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Challenge to Home Office fee waiver policy gets green light
Credit: Dan Moyle on Flickr

Challenge to Home Office fee waiver policy gets green light

The Upper Tribunal is to consider a legal challenge to the government’s policy on immigration fee exemptions. Duncan Lewis’s public law team have secured permission for a judicial review in which they argue that the fee waiver policy wrongly focuses on whether migrants would be made “destitute” by the fee, when the correct test is whether they can afford to pay or not.

Home Office guidance says that applicants for a fee waiver need to show that one of the following three circumstances apply:

  1. They are destitute
  2. They would be made destitute by the payment of the fee
  3. There are exceptional circumstances

If none of the above can be demonstrated, the waiver application will be refused. And without payment, the main application for leave to remain will be rejected as invalid.

That is what happened to the family of five involved in this case, whose leave to remain fees amount to over £7,000. They provided evidence that they cannot afford this, but were not able to establish destitution because they have somewhere to live.

Duncan Lewis argues on the family’s behalf that this focus on outright destitution is unlawful. The correct test is simply affordability: do they have the money or not?

Granting permission for the case to proceed, Upper Tribunal Judge Pickup found that “it is arguable that insofar as the Fee Waiver Policy may exclude those who cannot afford to pay the fees, but who do not qualify under the Policy’s definition of destitute/destitution, it is unreasonable, irrational or unlawful”.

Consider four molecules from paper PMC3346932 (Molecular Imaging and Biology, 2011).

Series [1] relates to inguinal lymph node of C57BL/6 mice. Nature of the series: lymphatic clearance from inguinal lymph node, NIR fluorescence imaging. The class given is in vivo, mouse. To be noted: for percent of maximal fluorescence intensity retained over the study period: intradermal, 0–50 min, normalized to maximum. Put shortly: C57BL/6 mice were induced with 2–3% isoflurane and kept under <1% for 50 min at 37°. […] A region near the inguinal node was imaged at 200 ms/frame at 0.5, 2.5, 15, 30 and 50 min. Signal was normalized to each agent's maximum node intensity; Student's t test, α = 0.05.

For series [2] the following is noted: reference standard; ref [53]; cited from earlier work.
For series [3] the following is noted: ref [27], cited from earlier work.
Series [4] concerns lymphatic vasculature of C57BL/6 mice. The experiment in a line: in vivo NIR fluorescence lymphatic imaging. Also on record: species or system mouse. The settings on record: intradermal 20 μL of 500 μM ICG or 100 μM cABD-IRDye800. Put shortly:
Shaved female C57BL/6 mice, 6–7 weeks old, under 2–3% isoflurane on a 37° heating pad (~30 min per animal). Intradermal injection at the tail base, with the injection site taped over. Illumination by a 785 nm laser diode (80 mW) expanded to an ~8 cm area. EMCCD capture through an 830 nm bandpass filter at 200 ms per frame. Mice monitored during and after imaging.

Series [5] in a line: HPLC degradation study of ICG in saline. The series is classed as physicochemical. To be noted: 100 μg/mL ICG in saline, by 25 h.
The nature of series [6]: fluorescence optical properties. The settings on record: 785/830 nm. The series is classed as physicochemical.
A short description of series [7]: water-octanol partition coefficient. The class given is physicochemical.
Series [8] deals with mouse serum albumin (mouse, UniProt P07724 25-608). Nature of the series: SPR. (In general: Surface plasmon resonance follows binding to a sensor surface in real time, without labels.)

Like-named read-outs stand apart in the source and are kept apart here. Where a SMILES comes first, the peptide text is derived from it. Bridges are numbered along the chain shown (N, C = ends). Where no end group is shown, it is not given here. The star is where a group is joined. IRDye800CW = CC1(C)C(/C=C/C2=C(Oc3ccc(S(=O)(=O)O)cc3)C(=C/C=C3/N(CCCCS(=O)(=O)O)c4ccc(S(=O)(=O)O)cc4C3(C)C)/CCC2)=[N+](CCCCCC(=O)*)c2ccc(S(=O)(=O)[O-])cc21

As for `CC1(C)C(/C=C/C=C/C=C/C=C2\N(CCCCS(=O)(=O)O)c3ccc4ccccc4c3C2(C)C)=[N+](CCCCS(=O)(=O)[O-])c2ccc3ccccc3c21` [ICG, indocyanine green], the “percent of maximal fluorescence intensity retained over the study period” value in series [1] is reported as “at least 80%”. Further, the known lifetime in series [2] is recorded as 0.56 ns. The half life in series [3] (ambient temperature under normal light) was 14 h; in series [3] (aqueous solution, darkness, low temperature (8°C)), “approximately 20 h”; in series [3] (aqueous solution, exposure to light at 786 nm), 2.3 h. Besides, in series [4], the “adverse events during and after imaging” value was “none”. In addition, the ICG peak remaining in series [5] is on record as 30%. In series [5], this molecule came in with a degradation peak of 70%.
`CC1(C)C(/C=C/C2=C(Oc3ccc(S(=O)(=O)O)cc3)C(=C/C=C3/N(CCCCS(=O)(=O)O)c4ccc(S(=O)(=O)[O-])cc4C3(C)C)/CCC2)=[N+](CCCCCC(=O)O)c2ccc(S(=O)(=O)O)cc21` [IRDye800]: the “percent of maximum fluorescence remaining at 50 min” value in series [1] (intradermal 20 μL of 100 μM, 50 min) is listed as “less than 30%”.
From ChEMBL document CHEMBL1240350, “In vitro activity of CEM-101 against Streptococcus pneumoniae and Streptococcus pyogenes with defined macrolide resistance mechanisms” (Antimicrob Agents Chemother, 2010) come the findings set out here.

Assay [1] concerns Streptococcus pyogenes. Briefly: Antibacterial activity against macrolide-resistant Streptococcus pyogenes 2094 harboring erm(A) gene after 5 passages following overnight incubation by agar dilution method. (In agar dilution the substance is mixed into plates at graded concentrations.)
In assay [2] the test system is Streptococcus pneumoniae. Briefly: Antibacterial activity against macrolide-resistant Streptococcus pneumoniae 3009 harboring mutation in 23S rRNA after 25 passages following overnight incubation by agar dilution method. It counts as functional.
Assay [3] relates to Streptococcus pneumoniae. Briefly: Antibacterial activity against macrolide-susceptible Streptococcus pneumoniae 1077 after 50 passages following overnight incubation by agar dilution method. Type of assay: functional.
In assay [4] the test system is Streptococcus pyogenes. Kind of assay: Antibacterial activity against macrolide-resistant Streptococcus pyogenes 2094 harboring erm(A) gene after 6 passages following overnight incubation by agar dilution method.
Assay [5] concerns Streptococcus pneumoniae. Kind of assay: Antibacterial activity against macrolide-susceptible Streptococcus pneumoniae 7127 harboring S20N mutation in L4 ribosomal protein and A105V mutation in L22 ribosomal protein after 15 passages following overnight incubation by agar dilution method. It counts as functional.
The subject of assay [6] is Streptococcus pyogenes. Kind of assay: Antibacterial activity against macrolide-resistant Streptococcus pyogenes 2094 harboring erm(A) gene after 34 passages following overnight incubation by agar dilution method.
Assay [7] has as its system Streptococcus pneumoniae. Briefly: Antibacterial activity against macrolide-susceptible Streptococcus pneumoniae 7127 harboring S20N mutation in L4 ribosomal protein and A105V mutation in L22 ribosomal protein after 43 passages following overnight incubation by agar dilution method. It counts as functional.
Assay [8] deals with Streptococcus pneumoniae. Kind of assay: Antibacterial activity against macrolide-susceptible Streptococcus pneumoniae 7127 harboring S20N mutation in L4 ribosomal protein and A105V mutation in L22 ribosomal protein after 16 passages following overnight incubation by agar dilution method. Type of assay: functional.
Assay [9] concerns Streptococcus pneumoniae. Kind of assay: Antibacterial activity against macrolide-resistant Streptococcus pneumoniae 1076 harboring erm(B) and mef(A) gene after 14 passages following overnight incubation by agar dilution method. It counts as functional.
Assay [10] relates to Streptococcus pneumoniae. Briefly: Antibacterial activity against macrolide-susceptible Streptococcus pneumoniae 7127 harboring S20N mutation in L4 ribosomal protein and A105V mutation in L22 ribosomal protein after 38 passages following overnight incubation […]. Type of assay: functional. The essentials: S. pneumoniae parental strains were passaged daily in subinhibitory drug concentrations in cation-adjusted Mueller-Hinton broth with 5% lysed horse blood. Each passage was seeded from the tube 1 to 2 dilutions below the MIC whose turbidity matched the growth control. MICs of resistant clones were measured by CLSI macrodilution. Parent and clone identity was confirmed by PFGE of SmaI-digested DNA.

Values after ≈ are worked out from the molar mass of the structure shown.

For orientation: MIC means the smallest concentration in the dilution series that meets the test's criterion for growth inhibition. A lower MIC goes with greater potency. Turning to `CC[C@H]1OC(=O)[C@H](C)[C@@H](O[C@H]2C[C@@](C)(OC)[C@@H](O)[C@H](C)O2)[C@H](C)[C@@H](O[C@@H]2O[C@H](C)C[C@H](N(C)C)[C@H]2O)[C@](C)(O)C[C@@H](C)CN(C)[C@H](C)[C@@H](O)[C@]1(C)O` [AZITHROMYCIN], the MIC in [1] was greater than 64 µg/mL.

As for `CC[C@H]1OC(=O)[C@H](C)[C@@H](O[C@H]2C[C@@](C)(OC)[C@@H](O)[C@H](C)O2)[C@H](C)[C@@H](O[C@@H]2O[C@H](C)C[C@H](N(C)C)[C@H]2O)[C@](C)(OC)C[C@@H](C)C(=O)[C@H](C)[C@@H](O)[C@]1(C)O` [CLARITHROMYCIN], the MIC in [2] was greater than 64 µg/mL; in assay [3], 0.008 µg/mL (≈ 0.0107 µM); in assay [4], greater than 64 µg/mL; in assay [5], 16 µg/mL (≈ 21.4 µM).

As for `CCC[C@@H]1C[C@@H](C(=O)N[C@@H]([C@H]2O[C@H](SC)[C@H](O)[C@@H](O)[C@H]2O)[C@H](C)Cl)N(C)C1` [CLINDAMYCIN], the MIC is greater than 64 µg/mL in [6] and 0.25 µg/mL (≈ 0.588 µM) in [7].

The Home Office says that the policy is compatible with the leading cases of Omar [2012] EWHC 3448 (Admin) and Carter [2014] EWHC 2603 (Admin).

Saul Stone of Duncan Lewis says that “if we are successful in this case, or are able to secure changes to the policy through settlement, it is likely to be beneficial for a large cohort of people”. Counsel is Alasdair Mackenzie of Doughty Street Chambers.

CJ McKinney

CJ is Free Movement's deputy editor. He's here to make sure that the website is on top of everything that happens in the world of immigration law, whether by writing articles, commissioning them out or considering submissions. When not writing about immigration law, CJ covers wider legal affairs at the website Legal Cheek and on Twitter: follow him @mckinneytweets.

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